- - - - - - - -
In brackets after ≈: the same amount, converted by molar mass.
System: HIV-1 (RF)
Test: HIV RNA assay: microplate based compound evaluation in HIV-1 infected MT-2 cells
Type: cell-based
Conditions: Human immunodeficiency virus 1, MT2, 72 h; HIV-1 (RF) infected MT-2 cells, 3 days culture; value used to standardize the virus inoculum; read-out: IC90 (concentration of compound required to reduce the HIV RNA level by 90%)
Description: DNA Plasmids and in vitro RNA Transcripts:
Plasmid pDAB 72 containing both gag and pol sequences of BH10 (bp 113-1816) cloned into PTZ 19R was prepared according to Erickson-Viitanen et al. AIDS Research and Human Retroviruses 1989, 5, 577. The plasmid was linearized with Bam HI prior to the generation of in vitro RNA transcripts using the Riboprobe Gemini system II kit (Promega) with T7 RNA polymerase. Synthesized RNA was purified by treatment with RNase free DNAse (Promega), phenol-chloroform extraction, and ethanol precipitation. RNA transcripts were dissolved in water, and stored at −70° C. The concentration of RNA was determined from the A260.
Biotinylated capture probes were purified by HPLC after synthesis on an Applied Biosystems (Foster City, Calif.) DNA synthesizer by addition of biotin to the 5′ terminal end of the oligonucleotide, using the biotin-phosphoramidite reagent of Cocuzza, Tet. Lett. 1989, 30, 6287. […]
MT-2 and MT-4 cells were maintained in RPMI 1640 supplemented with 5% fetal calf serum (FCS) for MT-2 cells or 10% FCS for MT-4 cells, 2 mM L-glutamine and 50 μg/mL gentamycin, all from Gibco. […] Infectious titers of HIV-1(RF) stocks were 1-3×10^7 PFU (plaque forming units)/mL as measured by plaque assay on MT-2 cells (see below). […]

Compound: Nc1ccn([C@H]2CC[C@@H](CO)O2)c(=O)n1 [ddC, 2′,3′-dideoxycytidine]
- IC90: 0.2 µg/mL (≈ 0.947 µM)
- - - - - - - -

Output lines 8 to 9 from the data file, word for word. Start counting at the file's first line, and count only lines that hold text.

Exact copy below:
Biotinylated capture probes were purified by HPLC after synthesis on an Applied Biosystems (Foster City, Calif.) DNA synthesizer by addition of biotin to the 5′ terminal end of the oligonucleotide, using the biotin-phosphoramidite reagent of Cocuzza, Tet. Lett. 1989, 30, 6287. […]
MT-2 and MT-4 cells were maintained in RPMI 1640 supplemented with 5% fetal calf serum (FCS) for MT-2 cells or 10% FCS for MT-4 cells, 2 mM L-glutamine and 50 μg/mL gentamycin, all from Gibco. […] Infectious titers of HIV-1(RF) stocks were 1-3×10^7 PFU (plaque forming units)/mL as measured by plaque assay on MT-2 cells (see below). […]